Purpose

Once the playback process has completed (either partially or fully), you are then able to start reviewing the results of the output.

Time Required

Dependent upon number of failures that have occurred as a part of the playback.

Audience / Users

Business Users, SME’s, Business Analysts, Test Team

Pre-requisites

It is recommended you wait until the playback has completed fully. However, you are able to review the results whilst the playback is still on-going.

Some background

When Testimony records the live production system(s), it captures “inputs”, “outputs” and certain “linkages” that occur in-between. When the playback is repeated into the test system(s), Testimony will automatically check that the actual output matches the expected output that occurred in the live system. If there are linkages that were recorded, it will compare these as well.

Process Steps

The task at this stage is to review the results and decide whether there are any fundamental regression issues. If there are, then defects should be raised against these for resolution. Once enough critical defects are resolved, it is possible to re-run the playback against a restored version of the test system. This restored system should also then have the defect resolutions (typically transport requests) applied to them prior to re-running the playback process.

To begin, navigate to the “Results” drawer in Testimony then select the “Result Overview”. Double click the execution queue that you want to review. Then navigate to the tab “Failure Overview”.

The Failure Overview breaks down the results of the playback by the following:

(1) Application component – This is the functional area. The lowest level is displayed first and then the top level application component next. This is determined by the application component that the object that has failed belongs to. For example, VA01 belongs to Sales and Distribution.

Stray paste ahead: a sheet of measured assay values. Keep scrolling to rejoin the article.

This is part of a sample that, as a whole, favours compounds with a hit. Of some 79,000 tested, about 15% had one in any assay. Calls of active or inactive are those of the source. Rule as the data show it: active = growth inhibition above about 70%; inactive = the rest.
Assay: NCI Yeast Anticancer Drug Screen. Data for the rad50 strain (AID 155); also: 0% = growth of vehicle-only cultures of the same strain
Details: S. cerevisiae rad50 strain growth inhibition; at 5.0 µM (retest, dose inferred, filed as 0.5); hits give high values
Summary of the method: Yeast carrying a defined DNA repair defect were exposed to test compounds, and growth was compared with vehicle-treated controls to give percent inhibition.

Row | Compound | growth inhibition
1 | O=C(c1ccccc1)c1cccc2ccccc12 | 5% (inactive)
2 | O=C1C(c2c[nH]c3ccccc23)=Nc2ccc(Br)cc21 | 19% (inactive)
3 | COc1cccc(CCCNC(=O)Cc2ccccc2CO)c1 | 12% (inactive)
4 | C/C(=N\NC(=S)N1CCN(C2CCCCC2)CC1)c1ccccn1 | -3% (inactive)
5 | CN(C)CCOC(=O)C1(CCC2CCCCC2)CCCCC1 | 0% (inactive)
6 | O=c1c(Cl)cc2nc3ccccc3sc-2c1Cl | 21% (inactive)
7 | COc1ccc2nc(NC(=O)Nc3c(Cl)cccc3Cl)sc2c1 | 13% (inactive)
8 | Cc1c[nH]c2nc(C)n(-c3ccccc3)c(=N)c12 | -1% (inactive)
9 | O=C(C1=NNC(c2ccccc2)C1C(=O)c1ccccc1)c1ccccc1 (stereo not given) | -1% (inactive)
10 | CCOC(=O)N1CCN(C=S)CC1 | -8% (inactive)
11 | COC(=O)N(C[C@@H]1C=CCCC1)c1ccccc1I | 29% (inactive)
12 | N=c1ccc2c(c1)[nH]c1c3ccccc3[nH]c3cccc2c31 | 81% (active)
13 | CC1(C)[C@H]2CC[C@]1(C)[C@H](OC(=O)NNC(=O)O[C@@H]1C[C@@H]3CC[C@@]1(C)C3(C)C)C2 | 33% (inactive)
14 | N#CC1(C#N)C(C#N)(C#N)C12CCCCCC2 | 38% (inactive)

(2) Criticality – The criticality of the failure depends upon the “Coverage Analysis” functionality in Testimony. To get the criticality, you must have executed the automated criticality determination first. This decides criticality based upon how often a given interaction is used, but this can then be over-ridden by a library which can dictate that less often used transactions can have their criticality increased.

(3) Reason for Failure – The reason for failure will be determined by the type of interaction. So dialog transactions have one set of failure reasons and RFC’s have a different set. More information about a failure reason is available within the “Failure Overview” transaction by selecting the “Information” icon.

You should start by focusing in on your functional area that is relevant to you. You can then expand a particular area out and review the failures in that area by expanding the area and reviewing the reasons for failure. Start with the Critical failures and then work your way to the right by High, Medium and Low. When you click on a count (of failures), the screen will popup with the list of failures in that area.

You should then review these failures by checking the reason for failure and the comparing what was expected with what actually happened. This is available by clicking the hot-spot icon with column “Act” (Actual results). A popup window will appear with what was expected on the left and the actual results on the right. Depending upon the type of interaction (dialog transaction, RFC, batch job) you’ll see different expected versus actual results here.

It is currently not possible to automatically generate defects from the failures, nor manually create one. You should be creating defects in your existing ITSM solution until defect management functionality in Testimony becomes available (scheduled for Q1 2018).

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